** Statistics Seminar
Spring 2012**

Department of Math Sciences, IUPUI

Wednesday 12:15-1:30PM, LD 265

(*Abstracts can be found below)

01/11. Hanxiang Peng, Department of Math Sciences, IUPUI

Organizing Meeting

Central Limit Theorems for Quadratic Forms of Random Vectors of Increasing
Dimensions.*

01/18. Qun Lin, Department of Math Sciences, IUPUI

On Robustness of Empirical Likelihood Ratio Confidence Intervals

01/27. Cheng Ouyang, Department of Math Sciences, Univ Illinois At Chicago

Some functional inequalities for stochastic differential equations driven by
fractional Brownian motions.*

02/01. Shan Wang, Department of Math Sciences, IUPUI

Estimating Linear Functionals With Responses MAR.

02/08. Lingnan Li, Department of Math Sciences, IUPUI

Empirical Likelihood for Estimating Equations with Missing Values.

02/15. Frank Zou, Department of Math Sciences, IUPUI

A Spatio-Temporal Bayesian Model for Syndromic Surveillance.*

02/22. Fang Li, Department of Math Sciences, IUPUI

Testing for the equality of two autoregressive functions using quasi-residuals.*

03/02. Jie Yang, Department of Math Sciences, University of Illinois At Chicago

Classification Based on a Permanental Process*

03/07. Ziyi Yang, Department of Math Sciences, IUPUI

Analysis
of Repeated Events.*

03/14. Spring Break No Seminar

03/21. Xiaofeng Shao, Department of Statistics, University of Illinois At Urbana Champaign

Self-Normalization for Time Series*

03/30. Xin Dang, Department of Math University of Mississippi

Data Mining Methods based on Kernelized Spatial Depth*

04/04. Yiwen Xu, Department of Math Sciences, IUPUI

Introducing estimation methods for missing data*

04/11. Giri Karishma, Department of
Math Sciences, IUPUI

Methods for coping with missing data: A comparison of Complete-case analysis and Imputation Methods*

04/20. Bo Li, Department of Statistics, Purdue University

An approach to modeling asymmetric multivariate spatial covariance structures*

04/27. Yichao Wu, Department of Statistics North Carolina State University*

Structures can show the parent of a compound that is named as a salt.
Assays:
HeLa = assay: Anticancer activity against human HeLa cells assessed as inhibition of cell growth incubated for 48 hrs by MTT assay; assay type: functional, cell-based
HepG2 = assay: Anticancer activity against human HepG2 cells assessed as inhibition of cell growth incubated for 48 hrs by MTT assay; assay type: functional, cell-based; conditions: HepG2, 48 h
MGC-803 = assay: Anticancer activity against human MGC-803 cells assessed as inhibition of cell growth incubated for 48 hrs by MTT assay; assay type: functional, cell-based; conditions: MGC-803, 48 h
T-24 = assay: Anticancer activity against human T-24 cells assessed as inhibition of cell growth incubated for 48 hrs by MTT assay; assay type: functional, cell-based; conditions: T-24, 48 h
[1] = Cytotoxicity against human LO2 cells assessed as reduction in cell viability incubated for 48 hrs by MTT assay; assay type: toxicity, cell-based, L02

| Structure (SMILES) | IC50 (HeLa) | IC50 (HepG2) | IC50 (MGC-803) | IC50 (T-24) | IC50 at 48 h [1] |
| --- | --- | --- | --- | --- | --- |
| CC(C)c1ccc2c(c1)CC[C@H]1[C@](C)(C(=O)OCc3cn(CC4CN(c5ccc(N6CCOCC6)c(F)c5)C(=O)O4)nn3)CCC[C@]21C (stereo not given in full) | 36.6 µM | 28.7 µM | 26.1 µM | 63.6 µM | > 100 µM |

*
*

05/02.

**Abstracts**

**Title: ***Central limit theorems for quadratic forms of
random vectors of growing dimensions. (Hanxiang Peng) *

**Abstract:** This paper provides su cient conditions for the asymptotic normality of quadratic forms of averages of random vectors of increasing dimension
and improves on conditions found in the literature. Such results are needed in
applications of Owen's empirical likelihood when the number of constraints is
allowed to grow with the sample size. In this connection we x a gap in the
proof of Theorem 4.1 of Hjort, McKeague and Van Keilegom (2009). We also
show how our results can be used to obtain the asymptotic distribution of the
empirical likelihood under contiguous alternatives. Joint with Anton Schick.

**Title:** *Some functional inequalities for stochastic differential equations driven by fractional Brownian motions.
(Cheng Ouyang) *

**Abstract:** The concentration of measure phenomenon and logarithmic Sobolev inequalities are closely related. In this talk, I will present some recent results in this direction for stochastic differential equations
(SDEs) driven by fractional Brownian motions. In particular, as a consequence of
the concentration property, we obtain a Gaussian upper bound for the density of solution to such SDEs. The presentation is based on a joint work with F.Baudoin and S. Tindel.

**Title: **
*A Spatio-Temporal Bayesian Model for Syndromic Surveillance (Jian Zhou) *

**Abstract:** Syndromic surveillance uses syndrome (a speci c collection of
clinical symptoms)
data for early detection of infectious disease outbreaks and bioterrorist
attacks. In
this talk, we propose an inference model for determining the location of
outbreaks of epidemics in a network of nodes. The model is epidemiological, by
choice, to process daily counts from the counties in order to infer when an outbreak is
present that
is distinguishable from background counts. The methodology incorporates Gaussian